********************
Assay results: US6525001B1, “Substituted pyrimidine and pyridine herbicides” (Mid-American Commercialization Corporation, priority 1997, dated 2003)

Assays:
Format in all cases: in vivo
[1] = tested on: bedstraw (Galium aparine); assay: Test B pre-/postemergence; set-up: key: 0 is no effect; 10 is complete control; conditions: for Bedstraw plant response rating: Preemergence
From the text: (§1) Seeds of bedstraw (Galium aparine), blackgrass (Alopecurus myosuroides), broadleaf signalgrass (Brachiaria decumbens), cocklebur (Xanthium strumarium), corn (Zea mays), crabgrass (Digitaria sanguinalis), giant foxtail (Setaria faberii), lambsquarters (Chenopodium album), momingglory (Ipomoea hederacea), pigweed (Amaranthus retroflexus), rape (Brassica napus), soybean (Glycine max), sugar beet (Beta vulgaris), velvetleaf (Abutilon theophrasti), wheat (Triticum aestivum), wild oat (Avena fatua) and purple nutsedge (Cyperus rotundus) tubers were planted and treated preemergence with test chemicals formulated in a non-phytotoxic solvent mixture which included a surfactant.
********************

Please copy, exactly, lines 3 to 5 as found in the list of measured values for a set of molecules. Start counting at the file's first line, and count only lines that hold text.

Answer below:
Format in all cases: in vivo
[1] = tested on: bedstraw (Galium aparine); assay: Test B pre-/postemergence; set-up: key: 0 is no effect; 10 is complete control; conditions: for Bedstraw plant response rating: Preemergence
From the text: (§1) Seeds of bedstraw (Galium aparine), blackgrass (Alopecurus myosuroides), broadleaf signalgrass (Brachiaria decumbens), cocklebur (Xanthium strumarium), corn (Zea mays), crabgrass (Digitaria sanguinalis), giant foxtail (Setaria faberii), lambsquarters (Chenopodium album), momingglory (Ipomoea hederacea), pigweed (Amaranthus retroflexus), rape (Brassica napus), soybean (Glycine max), sugar beet (Beta vulgaris), velvetleaf (Abutilon theophrasti), wheat (Triticum aestivum), wild oat (Avena fatua) and purple nutsedge (Cyperus rotundus) tubers were planted and treated preemergence with test chemicals formulated in a non-phytotoxic solvent mixture which included a surfactant.